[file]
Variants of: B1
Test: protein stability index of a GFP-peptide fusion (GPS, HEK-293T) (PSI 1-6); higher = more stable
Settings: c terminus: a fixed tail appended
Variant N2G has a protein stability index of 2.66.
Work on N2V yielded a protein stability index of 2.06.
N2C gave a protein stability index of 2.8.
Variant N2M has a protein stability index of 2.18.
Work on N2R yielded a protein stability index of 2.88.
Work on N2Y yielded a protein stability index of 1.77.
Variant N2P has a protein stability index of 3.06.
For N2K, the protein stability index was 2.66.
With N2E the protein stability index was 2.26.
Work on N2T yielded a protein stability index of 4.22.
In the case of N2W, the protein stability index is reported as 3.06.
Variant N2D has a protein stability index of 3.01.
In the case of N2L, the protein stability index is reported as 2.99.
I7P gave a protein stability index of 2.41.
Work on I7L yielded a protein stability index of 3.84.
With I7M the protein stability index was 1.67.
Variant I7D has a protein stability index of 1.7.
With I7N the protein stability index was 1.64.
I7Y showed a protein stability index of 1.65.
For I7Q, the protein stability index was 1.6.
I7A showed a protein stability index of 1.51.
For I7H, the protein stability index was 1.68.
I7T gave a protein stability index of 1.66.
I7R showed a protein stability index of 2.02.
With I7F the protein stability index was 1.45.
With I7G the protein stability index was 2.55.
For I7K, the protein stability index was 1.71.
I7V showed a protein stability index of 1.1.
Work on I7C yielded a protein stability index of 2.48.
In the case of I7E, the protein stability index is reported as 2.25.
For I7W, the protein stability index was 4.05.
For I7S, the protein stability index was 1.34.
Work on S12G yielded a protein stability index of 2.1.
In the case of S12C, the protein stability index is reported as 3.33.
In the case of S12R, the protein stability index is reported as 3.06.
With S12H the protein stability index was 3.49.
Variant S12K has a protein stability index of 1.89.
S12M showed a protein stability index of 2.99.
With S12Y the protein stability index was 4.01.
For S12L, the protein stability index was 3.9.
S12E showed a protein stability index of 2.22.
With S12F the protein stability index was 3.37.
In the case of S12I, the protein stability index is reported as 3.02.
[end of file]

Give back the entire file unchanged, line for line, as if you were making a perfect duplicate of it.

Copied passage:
Variants of: B1
Test: protein stability index of a GFP-peptide fusion (GPS, HEK-293T) (PSI 1-6); higher = more stable
Settings: c terminus: a fixed tail appended
Variant N2G has a protein stability index of 2.66.
Work on N2V yielded a protein stability index of 2.06.
N2C gave a protein stability index of 2.8.
Variant N2M has a protein stability index of 2.18.
Work on N2R yielded a protein stability index of 2.88.
Work on N2Y yielded a protein stability index of 1.77.
Variant N2P has a protein stability index of 3.06.
For N2K, the protein stability index was 2.66.
With N2E the protein stability index was 2.26.
Work on N2T yielded a protein stability index of 4.22.
In the case of N2W, the protein stability index is reported as 3.06.
Variant N2D has a protein stability index of 3.01.
In the case of N2L, the protein stability index is reported as 2.99.
I7P gave a protein stability index of 2.41.
Work on I7L yielded a protein stability index of 3.84.
With I7M the protein stability index was 1.67.
Variant I7D has a protein stability index of 1.7.
With I7N the protein stability index was 1.64.
I7Y showed a protein stability index of 1.65.
For I7Q, the protein stability index was 1.6.
I7A showed a protein stability index of 1.51.
For I7H, the protein stability index was 1.68.
I7T gave a protein stability index of 1.66.
I7R showed a protein stability index of 2.02.
With I7F the protein stability index was 1.45.
With I7G the protein stability index was 2.55.
For I7K, the protein stability index was 1.71.
I7V showed a protein stability index of 1.1.
Work on I7C yielded a protein stability index of 2.48.
In the case of I7E, the protein stability index is reported as 2.25.
For I7W, the protein stability index was 4.05.
For I7S, the protein stability index was 1.34.
Work on S12G yielded a protein stability index of 2.1.
In the case of S12C, the protein stability index is reported as 3.33.
In the case of S12R, the protein stability index is reported as 3.06.
With S12H the protein stability index was 3.49.
Variant S12K has a protein stability index of 1.89.
S12M showed a protein stability index of 2.99.
With S12Y the protein stability index was 4.01.
For S12L, the protein stability index was 3.9.
S12E showed a protein stability index of 2.22.
With S12F the protein stability index was 3.37.
In the case of S12I, the protein stability index is reported as 3.02.